Brian Schweitzer Hits Hillary Clinton Over Iraq War Vote

The beginnings of a populist challenge to Hillary Clinton in 2016?

Brian Schweitzer

Former Montana Governor Brian Schweitzer, who has been mentioned as a potential Presidential candidate on the Democratic side who could challenge Hillary Clinton from the left, raised an old objection that many Democrats who supported Barack Obama in 2008 had against Clinton when she ran for the Democratic nomination the first time:

Altoona, Iowa (CNN) - Brian Schweitzer, a former Montana governor and self-styled prairie populist who wants to be part of the Democratic presidential conversation for 2016, drew a bright line between himself and presumed frontrunner Hillary Clinton on Wednesday by raising an topic that has largely faded from the political spotlight amid rising economic anxiety: the Iraq War.

In a speech to Iowa Democrats in the Des Moines suburb of Altoona, and in remarks to reporters, Schweitzer repeatedly chided Senate Democrats who voted in 2002 to green light military action in Iraq.

Clinton, then a senator from New York, voted to authorize the use of military force in Iraq, a decision that badly damaged her credibility
with the Democratic base and allowed Barack Obama to win over anti-war liberals in their 2008 nomination fight.

“Anybody who runs in this cycle, whether they are Democrats or Republicans, if they were the United States Senate and they voted with
George Bush to go to Iraq when I would say about 98 percent of America knows that it was a folly, that it was a waste of treasure and blood,
and if they voted to go to Iraq there will be questions for them on the left and from the right,” he told CNN.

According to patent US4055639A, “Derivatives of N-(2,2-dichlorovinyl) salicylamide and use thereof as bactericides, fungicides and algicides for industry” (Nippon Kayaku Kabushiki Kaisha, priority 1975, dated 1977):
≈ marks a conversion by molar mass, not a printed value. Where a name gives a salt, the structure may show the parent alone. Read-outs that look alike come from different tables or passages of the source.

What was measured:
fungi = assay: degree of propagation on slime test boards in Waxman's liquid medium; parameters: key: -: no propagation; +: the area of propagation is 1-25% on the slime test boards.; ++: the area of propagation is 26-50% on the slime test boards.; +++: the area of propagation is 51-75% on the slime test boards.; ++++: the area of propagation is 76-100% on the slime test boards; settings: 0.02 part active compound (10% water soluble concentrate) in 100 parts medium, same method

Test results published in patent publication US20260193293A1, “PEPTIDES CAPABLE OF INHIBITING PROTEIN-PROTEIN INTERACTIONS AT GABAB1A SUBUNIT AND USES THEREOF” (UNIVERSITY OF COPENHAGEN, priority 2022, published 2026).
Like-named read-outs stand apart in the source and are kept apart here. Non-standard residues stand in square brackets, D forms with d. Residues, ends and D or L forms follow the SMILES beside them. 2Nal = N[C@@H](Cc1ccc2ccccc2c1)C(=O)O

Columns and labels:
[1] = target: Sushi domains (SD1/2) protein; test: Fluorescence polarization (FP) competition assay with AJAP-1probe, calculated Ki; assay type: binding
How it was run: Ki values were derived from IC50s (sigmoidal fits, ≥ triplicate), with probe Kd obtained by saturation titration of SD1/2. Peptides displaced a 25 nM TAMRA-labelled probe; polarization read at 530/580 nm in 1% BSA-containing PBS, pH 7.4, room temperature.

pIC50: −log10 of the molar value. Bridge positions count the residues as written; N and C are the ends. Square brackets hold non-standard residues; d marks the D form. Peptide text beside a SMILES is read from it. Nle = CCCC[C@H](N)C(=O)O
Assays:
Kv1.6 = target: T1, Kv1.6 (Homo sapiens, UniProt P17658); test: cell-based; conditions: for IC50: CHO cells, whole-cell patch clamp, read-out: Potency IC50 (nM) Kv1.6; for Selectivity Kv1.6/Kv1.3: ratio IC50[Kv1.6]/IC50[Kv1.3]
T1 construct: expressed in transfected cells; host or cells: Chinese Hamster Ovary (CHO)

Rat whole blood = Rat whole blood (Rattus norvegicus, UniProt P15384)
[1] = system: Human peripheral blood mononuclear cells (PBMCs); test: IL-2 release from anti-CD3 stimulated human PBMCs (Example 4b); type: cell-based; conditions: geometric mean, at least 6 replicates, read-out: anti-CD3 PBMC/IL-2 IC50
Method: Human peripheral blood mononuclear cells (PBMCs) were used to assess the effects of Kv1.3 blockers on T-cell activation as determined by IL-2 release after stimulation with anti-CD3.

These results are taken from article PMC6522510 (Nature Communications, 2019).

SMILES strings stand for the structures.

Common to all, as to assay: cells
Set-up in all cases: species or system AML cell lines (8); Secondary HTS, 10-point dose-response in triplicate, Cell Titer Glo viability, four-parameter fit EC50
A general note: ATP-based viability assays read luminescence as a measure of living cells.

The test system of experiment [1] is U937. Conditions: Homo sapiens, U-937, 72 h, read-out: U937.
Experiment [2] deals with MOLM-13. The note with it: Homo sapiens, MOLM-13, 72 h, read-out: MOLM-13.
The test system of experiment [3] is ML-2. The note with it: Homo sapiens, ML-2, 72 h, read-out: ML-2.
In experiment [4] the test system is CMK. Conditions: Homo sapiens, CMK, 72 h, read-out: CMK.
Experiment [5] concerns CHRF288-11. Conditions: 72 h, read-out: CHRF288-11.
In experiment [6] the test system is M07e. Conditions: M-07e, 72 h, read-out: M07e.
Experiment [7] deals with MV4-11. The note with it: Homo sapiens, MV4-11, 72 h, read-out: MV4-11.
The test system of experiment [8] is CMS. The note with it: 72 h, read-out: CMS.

Later, in his remarks to a holiday party organized by the liberal group Progress Iowa, Schweitzer asked the roughly 70 audience members
to keep the Iraq war vote in mind as they begin to think about potential candidates passing through the state.

“When George Bush got a bunch of Dems to vote for that war, I was just shaking my head in Montana,” he said, noting that he opposed the war
(though he didn’t have to vote on it). “I’m asking you to pick the leaders who aren’t going to make those mistakes.”

Schweitzer was reluctant to mention the former Secretary of State by name, but the target of his comments, delivered in the
first-in-the-nation caucus state that derailed Clinton’s candidacy almost six years ago, was unmistakable.

This isn’t the first time that Schweitzer has urged Democrats to not just roll over for Hillary in 2016:

In recent interviews, with The Weekly Standard and RealClearPolitics, he has urged Democrats not to give Clinton a free pass to the
nomination in 2016. And asked after the speech who he had in mind when raising the Iraq issue, Schweitzer said “presidential candidates.”

Schweitzer, though, insisted he wasn’t attacking the presumed frontrunner.

“The point is that this is an election not a coronation,” Schweitzer said. “It’s been a long time since we have had coronations in his
country. Democrats are always excited about tomorrow and we always want to know what the future is. We don’t want to talk about the past.
We want to talk about the future. We want to know that the people that we elect will move America forward, not move us in reverse.”